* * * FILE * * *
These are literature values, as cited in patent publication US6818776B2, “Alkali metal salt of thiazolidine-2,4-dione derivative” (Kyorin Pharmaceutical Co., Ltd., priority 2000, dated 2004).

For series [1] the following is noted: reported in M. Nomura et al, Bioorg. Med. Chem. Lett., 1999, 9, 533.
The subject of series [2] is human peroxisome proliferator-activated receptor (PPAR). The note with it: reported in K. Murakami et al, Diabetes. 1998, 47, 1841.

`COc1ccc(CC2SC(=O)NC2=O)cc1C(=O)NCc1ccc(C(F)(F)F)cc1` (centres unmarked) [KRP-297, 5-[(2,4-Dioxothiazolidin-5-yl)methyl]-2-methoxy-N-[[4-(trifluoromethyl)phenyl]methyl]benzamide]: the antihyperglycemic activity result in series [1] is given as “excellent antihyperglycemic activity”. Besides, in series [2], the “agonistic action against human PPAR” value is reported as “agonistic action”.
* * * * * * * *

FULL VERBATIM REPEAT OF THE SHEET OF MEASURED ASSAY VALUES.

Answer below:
These are literature values, as cited in patent publication US6818776B2, “Alkali metal salt of thiazolidine-2,4-dione derivative” (Kyorin Pharmaceutical Co., Ltd., priority 2000, dated 2004).

For series [1] the following is noted: reported in M. Nomura et al, Bioorg. Med. Chem. Lett., 1999, 9, 533.
The subject of series [2] is human peroxisome proliferator-activated receptor (PPAR). The note with it: reported in K. Murakami et al, Diabetes. 1998, 47, 1841.

`COc1ccc(CC2SC(=O)NC2=O)cc1C(=O)NCc1ccc(C(F)(F)F)cc1` (centres unmarked) [KRP-297, 5-[(2,4-Dioxothiazolidin-5-yl)methyl]-2-methoxy-N-[[4-(trifluoromethyl)phenyl]methyl]benzamide]: the antihyperglycemic activity result in series [1] is given as “excellent antihyperglycemic activity”. Besides, in series [2], the “agonistic action against human PPAR” value is reported as “agonistic action”.